Backcountry Ski Snow Safety Essentials

Backcountry Ski Gear

There is still plenty of snow to be found this season for some great backcountry ski and snowboard adventures. Even with the slow start to the winter, I was fortunate enough to get quite a few days of backcountry skiing in across Utah and Colorado. You might just make a skier out of me yet. Baby steps. 

Below you will find a list of my basic backcountry ski setup for the season. This is not an exhaustive gear list by any means, but more of an overview of the various snow safety essentials that remained in my pack throughout the winter. 

1. Black Diamond Anthem Avalung Pack ($269.95): I do not backcountry ski enough to warrant buying an avalanche airbag pack, but I like the added safety of the AvaLung to provide potentially life-saving fresh air if I do happen to get buried. Backpanel access lets you quickly get at your gear, with 28L of storage for your avy-tools, an extra layer, gloves, thermos and snacks. Other features include an insulated hydration sleeve, stowable helmet carry, and tuck-away diagonal ski carry for booters and hike-to terrain.

2. Pieps iProbe One ($185.95): To aid in search and rescue efforts, Pieps built a low range beacon right into the probe tip, widening your strike area while providing optical and acoustic feedback to help pinpoint burials. With a collapsible, easy to deploy design, the lightweight probe features a wide-cone tip for pushing through heavy avalanche debris. The 260cm length and 360 degree marking visibility make for quick snow study work. 

3. Exotac nanoStriker XL ($32.95): Advice drilled into me by the legendary Kitty Calhoun – never head into the backcountry without a lighter or some way to start a fire, as you never know when you might get caught out. This Ferrocerium fire starter has all the tools you need wrapped in a tiny package and even works when wet.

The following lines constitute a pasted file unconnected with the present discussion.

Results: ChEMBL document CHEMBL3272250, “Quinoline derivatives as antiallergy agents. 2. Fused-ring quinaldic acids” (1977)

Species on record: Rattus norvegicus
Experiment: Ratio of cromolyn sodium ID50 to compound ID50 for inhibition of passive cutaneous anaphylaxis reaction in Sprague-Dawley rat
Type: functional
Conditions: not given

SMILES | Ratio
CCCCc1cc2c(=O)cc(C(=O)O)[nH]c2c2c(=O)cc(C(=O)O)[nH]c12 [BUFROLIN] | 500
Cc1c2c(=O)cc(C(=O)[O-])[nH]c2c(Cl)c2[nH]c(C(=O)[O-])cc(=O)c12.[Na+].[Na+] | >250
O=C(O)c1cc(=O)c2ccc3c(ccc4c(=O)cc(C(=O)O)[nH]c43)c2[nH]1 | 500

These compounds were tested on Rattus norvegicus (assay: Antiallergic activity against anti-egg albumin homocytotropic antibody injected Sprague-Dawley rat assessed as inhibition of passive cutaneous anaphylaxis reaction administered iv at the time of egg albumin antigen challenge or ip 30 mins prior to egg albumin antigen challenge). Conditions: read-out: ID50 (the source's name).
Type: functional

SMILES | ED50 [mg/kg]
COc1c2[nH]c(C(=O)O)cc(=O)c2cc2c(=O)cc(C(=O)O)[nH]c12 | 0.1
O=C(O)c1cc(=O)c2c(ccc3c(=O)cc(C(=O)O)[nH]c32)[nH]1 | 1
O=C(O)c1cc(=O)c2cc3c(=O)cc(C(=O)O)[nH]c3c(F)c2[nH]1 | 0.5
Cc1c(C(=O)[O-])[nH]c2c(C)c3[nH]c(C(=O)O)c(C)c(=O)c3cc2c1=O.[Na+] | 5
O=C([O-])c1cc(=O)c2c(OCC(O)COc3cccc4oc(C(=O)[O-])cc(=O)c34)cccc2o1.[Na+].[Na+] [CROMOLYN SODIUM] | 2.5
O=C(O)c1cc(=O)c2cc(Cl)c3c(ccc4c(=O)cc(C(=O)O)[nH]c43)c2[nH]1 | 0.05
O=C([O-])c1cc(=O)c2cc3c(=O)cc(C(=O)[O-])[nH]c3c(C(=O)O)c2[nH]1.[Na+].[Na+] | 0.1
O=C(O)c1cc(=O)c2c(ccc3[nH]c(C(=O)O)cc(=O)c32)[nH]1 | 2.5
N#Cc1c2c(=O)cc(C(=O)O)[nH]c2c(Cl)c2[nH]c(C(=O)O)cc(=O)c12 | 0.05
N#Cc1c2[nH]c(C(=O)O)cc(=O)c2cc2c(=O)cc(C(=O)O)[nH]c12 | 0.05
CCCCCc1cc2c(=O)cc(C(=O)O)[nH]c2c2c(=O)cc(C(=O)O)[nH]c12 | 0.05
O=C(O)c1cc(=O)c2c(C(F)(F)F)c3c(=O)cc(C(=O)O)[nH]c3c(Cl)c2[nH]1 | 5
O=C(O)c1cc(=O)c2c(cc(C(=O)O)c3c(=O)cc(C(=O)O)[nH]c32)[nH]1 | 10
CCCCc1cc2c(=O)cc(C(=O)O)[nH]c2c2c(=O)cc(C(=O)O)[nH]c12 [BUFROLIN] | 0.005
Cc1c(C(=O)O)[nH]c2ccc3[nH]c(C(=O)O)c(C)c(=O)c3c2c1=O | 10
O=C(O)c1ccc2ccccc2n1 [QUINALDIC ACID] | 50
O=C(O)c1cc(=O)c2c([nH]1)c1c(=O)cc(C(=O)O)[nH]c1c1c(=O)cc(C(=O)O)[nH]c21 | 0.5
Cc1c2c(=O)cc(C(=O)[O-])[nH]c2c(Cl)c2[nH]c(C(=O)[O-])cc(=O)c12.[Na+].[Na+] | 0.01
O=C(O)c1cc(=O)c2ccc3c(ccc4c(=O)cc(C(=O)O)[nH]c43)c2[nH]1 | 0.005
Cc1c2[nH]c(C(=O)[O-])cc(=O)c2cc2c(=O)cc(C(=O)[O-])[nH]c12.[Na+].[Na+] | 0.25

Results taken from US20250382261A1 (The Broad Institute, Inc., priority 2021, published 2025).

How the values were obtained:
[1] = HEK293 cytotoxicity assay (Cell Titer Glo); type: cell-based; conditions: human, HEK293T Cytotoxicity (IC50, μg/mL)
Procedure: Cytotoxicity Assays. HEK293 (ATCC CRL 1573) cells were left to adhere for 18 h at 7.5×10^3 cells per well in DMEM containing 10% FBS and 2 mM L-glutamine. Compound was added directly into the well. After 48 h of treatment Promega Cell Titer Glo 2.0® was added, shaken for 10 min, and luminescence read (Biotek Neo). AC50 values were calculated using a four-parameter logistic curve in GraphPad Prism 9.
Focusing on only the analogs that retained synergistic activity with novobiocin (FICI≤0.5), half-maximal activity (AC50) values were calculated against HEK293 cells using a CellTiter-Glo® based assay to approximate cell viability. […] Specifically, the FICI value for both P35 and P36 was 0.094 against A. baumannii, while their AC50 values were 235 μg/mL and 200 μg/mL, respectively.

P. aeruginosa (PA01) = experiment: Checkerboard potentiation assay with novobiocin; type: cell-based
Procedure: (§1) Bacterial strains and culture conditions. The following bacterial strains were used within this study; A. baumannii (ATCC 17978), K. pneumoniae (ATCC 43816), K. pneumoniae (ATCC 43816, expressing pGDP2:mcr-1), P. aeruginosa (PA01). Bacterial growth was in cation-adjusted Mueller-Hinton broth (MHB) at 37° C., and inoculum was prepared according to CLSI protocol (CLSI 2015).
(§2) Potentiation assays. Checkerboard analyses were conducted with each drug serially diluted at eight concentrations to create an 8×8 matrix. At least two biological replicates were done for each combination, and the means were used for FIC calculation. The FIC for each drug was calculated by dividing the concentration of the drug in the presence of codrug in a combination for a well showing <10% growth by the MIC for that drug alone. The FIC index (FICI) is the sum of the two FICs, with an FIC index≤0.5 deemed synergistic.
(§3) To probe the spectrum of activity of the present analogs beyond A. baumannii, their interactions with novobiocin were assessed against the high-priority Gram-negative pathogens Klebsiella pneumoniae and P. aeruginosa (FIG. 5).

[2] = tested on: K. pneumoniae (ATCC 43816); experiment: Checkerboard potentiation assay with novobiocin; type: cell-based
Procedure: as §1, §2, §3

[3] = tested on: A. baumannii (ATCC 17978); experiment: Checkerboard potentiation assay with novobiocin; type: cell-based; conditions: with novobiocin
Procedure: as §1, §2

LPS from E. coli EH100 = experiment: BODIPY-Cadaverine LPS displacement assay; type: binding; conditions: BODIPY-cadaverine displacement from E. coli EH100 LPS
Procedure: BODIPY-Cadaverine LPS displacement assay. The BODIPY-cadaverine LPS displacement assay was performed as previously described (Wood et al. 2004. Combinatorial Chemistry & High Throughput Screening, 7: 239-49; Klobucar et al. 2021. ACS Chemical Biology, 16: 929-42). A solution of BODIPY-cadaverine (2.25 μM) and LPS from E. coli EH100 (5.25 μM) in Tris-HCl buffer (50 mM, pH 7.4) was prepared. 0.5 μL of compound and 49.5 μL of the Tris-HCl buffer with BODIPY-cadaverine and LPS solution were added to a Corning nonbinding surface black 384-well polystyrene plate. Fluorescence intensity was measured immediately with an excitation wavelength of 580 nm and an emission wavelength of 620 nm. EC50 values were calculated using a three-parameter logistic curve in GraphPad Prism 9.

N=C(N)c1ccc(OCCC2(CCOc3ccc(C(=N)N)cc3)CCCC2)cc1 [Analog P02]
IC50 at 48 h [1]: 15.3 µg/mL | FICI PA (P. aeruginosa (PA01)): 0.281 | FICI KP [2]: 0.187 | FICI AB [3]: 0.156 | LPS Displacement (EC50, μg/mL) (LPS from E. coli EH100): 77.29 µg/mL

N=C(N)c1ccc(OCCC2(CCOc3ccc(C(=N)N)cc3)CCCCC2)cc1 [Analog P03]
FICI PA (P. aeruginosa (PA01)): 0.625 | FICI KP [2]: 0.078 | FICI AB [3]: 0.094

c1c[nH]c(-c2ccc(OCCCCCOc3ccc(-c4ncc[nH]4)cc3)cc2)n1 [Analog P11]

4. Black Diamond Deploy Shovel ($69.95): The nesting, trapezoidal, curved-shaft design saves room in your pack and helps the shovel deploy fast. Built with lightweight aerospace aluminum, the shovel serves double duty in the back of your car in case you get stuck in a snowdrift driving to the trailhead. 

5. Sierra Designs Super Stratus ($279): I always keep a puffy coat in the bottom of my pack to throw on at rest stops or as an extra layer when the weather really turns bad. Packed with 800-fill hydrophobic DriDown, the Super Stratus won't wet out even when it's puking heavy snow. 

6. Light & Motion Solite 250 ($149): A headlamp is another one of those items I always have in my pack, regardless the adventure. The rechargeable Solite pumps out 250 lumens of light to guide you safely back to the car and also turns into a flashlight to aid in fiddly tasks on that alpine start. A four stage battery life indicator lets you keep track of how much light is left in the headlamp.

7. G3 Love Glove ($50): Once you try the Love Glove, you will never go back (watch the video below and you will see what I mean). No more pulling muscles trying to pry your skins apart or annoying your friends as you attempt to fold them up nicely in your pack. Simply bend your skins in half, adhesive side out, slide the Love Glove over top, then drop down the edges. Voilà! No more adhesive on adhesive folding. 

8. Pieps DSP Sport ($274.95): With a 50-meter circular range, the DSP Sport uses three antennas for pinpoint search accuracy. A smart transmitter adjusts the signal to help you decide who to search for first in a multiple burial situation. The display indicates direction and distance from initial detection and can show up to three burials. After the first victim is found, the mark function enables you to quickly move on to the next burial. 

Spring will be here before you know it so head on out in search of pow while you still can. 


, , , , , ,

Comments are closed.